For people doing freelance work or just starting out their online business in the UK, getting clients is indeed a challenge. Not a lot of people want to hire the new guys; many prefer those with experience. Desperation can sometimes even force you to sell yourself short.
You may even resort to offering your services for free.
There’s always those dodgy clients who would tell you “experience” or “exposure” is the price of your work. And because you’d want to get experience, often you’ll gladly oblige. It can happen to anyone – graphic designers, writers, and even web developers.
Understand, though, that this is a big mistake.
If you really want to make money online, then working for free is the opposite of what you want. Sure, you’ll get experience, but who’s going to pay the electric bill? Who’s going to pay for your lunch? It’s really that simple – you’re essentially doing business, so people should not expect to get your work for nothing at all.
If you encounter clients like that, just avoid them.
Don’t bargain or try to crawl your way through. Most of the time, those sorts of people have no respect and appreciation for your skills anyway. They just want something from you, and once they’re done they’ll just forget about you. They are not the kinds of people you want to make deals with. Essentially, they are experts at screwing people over.
Know your worth.
Name your price. Here’s an example: If your skills as a graphic designer are worth, say £100 per project, then charge £100 per project. If some prospective clients tell you you’re too expensive, then just say no deal. They are not worth your effort. You can never make money online dealing with those kinds of people.
Some clients may also negotiate, and that’s okay. As long as they don’t put you down too low, of course. If your rate is £100, negotiating it down to, say, £95 or £90 should be fair. But if they want you to go as low as £50, then don’t bother. There are plenty of others out there willing to pay you appropriately for your skills.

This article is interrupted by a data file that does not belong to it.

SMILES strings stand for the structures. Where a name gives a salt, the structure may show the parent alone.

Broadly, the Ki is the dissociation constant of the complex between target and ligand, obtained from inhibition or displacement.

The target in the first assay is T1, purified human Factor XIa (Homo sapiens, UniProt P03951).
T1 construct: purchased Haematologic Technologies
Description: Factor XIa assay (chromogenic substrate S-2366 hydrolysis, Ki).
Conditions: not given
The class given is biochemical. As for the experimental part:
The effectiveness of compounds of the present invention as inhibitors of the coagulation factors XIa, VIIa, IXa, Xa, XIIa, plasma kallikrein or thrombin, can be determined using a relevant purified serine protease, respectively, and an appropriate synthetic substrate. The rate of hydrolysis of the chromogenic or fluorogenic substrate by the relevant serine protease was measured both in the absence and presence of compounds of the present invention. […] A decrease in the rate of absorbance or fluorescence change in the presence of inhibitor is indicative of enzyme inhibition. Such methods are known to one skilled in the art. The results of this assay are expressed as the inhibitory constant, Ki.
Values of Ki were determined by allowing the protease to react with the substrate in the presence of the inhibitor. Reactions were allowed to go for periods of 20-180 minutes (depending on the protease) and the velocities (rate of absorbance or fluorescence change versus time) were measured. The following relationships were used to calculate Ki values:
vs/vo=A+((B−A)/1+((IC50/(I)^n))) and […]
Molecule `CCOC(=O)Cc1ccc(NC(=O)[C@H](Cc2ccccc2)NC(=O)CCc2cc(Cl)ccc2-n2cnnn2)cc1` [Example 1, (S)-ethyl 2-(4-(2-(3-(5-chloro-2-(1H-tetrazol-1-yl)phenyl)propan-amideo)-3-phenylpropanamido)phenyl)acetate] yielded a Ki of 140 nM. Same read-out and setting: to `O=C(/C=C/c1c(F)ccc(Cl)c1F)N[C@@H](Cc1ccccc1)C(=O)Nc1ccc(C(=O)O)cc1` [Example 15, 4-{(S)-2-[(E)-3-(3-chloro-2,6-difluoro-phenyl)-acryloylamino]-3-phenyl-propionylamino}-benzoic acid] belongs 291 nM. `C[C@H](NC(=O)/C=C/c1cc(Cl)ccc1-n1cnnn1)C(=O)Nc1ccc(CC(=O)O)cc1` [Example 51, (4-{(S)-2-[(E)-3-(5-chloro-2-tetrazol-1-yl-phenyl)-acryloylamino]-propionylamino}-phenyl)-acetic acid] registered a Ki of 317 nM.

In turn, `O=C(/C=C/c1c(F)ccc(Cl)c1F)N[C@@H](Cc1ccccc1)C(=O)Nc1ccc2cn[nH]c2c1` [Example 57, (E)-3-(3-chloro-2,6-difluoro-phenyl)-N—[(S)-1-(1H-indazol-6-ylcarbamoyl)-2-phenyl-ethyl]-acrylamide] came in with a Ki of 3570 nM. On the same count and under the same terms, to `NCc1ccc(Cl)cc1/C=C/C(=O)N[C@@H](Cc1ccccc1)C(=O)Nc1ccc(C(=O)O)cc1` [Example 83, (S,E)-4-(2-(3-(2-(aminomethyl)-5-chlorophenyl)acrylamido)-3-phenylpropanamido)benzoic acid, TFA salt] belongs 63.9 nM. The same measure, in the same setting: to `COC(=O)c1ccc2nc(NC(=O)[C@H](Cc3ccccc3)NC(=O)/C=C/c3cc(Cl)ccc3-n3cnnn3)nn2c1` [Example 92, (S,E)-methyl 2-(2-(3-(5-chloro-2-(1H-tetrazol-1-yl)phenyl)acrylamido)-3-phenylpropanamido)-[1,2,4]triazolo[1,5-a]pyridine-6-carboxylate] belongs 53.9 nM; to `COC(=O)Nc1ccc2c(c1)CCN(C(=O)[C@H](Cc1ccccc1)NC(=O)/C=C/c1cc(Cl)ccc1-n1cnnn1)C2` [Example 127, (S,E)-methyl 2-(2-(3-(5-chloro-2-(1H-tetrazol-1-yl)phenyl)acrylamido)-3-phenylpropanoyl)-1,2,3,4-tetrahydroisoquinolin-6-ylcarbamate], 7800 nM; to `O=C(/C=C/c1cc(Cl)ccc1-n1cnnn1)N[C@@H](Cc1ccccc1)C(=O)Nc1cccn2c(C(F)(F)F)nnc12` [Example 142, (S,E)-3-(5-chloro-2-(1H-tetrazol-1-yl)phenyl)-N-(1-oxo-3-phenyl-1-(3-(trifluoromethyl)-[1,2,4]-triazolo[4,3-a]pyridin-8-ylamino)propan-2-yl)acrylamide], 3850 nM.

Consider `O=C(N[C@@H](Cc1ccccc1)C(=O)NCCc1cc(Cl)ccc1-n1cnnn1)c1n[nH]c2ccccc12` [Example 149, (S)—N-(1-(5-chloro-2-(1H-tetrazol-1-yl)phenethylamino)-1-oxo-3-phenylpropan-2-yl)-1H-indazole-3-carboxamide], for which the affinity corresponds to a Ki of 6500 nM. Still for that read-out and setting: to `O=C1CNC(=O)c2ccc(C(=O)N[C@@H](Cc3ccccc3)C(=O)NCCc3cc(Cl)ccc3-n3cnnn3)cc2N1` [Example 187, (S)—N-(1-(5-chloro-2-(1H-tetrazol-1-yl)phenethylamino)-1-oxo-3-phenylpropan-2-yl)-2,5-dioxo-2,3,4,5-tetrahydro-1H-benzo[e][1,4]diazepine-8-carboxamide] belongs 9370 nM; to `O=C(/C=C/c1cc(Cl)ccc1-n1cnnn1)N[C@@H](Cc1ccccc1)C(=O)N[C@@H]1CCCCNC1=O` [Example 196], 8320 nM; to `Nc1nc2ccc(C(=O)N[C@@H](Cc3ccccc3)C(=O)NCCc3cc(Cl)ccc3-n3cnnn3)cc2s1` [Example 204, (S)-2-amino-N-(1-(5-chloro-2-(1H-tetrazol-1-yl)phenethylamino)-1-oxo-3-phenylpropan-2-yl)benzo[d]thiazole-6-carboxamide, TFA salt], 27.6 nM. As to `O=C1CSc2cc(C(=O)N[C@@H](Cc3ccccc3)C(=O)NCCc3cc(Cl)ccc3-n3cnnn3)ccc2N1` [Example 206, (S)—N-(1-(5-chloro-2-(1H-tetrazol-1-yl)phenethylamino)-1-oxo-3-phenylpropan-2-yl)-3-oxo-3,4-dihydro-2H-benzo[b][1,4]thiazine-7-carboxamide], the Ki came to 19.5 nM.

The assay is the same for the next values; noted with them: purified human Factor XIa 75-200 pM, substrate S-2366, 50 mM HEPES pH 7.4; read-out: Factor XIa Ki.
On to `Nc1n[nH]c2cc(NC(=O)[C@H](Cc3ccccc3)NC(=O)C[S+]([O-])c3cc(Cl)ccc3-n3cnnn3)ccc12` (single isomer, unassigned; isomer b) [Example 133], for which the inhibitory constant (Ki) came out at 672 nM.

But of course, there must be a balance as well.
Don’t sell yourself short, but at the same time don’t be greedy.
To give you a baseline, you can ask around your fellow freelancers. Get an idea of their rates and their skill levels, and figure out how much your services are worth. Freelancing sites like Upwork can also help. You could look over the profiles of several other freelancers in your field to give you an idea of how much they charge.
If you’re an absolute beginner, then you can’t expect to get hired if your rate is far too high. Balance it out. Start small, and as you complete more projects, increase your rate ever so slightly. As time goes by, you’ll be earning more and more, until you find yourself at the level of those at the top of their game.
It isn’t easy. It takes time and effort.
But it will be worth it soon. Just keep on going, do your best work each time, and the money will follow. Patience and determination are always key to make money online this way.
Side note: Are you into Greyhound racing? You’re going to love this:
Visit http://twotrap.co.uk to learn more about how you can win in the races consistently!
And if you like to keep on learning, wouldn’t it be great to get regular updates in your inbox, so you won’t miss anything? So if you haven’t done so already, apply for our small business tips newsletter. Leave your details on that page and I’ll send you my free report, “Online Business Ideas”.
Thanks and remember: Commit To Success! We are part of your team!